Submitted to: Meeting Abstract
Publication Type: Abstract Only
Publication Acceptance Date: June 20, 2014
Publication Date: N/A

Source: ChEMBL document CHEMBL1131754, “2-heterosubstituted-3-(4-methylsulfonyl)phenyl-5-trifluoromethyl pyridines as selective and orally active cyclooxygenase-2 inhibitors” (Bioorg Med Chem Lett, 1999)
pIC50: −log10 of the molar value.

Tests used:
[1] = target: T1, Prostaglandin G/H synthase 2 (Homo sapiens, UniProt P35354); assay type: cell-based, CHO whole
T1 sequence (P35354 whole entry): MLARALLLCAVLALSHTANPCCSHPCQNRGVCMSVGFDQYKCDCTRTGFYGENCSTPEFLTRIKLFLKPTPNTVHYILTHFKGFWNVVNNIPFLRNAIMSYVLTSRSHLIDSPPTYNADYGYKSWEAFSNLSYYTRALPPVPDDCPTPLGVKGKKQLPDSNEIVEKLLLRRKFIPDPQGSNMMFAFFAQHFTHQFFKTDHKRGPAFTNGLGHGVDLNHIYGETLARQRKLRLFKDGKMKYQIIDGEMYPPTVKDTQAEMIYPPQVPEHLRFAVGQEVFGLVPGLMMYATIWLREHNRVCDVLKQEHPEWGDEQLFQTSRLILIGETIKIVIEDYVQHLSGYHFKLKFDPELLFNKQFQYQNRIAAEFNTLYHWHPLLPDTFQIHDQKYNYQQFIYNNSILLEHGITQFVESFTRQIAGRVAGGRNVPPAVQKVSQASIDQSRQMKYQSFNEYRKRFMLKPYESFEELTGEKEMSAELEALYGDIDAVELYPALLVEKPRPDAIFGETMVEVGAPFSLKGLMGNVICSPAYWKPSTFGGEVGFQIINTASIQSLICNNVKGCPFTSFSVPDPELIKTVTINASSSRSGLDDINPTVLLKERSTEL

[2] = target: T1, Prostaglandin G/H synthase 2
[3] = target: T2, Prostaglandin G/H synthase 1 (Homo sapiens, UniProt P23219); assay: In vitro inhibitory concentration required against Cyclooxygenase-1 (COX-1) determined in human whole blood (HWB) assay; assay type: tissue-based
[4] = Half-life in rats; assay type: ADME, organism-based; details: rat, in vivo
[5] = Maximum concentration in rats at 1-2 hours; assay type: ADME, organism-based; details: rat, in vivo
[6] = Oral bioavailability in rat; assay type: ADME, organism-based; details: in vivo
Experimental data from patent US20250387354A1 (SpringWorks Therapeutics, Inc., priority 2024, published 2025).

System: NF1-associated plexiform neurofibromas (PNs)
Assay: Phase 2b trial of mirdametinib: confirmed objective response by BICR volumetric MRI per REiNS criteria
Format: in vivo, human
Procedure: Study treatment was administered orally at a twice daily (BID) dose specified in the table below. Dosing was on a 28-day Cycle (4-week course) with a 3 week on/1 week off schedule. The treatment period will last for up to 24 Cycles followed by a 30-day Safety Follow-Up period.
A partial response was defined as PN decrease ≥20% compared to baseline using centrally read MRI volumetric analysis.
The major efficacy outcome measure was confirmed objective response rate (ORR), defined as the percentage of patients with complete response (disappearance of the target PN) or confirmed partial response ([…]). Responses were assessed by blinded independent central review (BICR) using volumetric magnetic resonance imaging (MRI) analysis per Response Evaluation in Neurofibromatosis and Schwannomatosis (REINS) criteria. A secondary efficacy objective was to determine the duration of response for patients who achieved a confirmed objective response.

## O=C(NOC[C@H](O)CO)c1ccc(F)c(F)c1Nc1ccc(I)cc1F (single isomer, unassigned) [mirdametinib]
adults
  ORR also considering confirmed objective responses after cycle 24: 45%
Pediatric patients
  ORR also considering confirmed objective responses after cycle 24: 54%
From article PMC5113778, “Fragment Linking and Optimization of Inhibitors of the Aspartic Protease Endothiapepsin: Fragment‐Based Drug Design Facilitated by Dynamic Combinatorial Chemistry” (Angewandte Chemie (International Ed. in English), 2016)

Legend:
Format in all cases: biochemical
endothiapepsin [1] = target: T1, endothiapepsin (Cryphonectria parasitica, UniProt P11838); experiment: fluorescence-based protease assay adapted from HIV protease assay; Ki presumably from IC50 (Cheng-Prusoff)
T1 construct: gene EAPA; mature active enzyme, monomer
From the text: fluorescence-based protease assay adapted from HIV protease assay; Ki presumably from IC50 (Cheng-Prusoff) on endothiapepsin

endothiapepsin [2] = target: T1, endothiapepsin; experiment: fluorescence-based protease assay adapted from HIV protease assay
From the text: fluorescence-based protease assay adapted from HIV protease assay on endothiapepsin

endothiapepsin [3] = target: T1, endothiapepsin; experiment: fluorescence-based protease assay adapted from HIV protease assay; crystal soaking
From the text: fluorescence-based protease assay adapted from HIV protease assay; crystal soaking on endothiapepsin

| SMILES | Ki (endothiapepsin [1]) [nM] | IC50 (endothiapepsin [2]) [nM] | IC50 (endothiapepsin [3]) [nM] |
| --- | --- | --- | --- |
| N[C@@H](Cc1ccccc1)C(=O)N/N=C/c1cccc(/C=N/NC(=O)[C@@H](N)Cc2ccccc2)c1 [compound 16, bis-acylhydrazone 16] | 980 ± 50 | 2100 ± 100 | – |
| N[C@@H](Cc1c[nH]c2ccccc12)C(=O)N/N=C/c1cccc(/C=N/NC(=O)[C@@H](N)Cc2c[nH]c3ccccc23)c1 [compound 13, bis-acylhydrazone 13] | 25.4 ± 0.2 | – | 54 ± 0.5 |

Technical Abstract: Single pulse laser induced breakdown spectroscopy (LIBS) is used as the basis for discrimination between 3 genera of Gram-negative bacteria and 2 genera of gram-positive bacteria representing pathogenic threats commonly found in poultry processing rinse waters. Because LIBS-based discrimination relies primarily upon the relative proportions of inorganic cell components including sodium, potassium, magnesium and calcium, this study aims to determine the effects of trace mineral content found in the water source used to culture the bacteria upon the reliability of the resulting discriminant analysis. All five genera were cultured using tryptic soy agar (TSA) as the nutrient medium, and were grown under identical environmental conditions. The only variable introduced is the source water used to make the TSA growth medium. Three cultures of each bacteria were produced using deionized water, distilled water, and tap water. After three days of culture growth, the bacteria were centrifuged and washed three times in the same water source. Bacteria were then freeze dried, mixed with microcrystalline cellulose, and a pellet was made for LIBS analysis. Preliminary results suggest that for each water treatment, discrimination between the five genera can be achieved, but that the resulting model for one water treatment does not transfer to the other water treatments.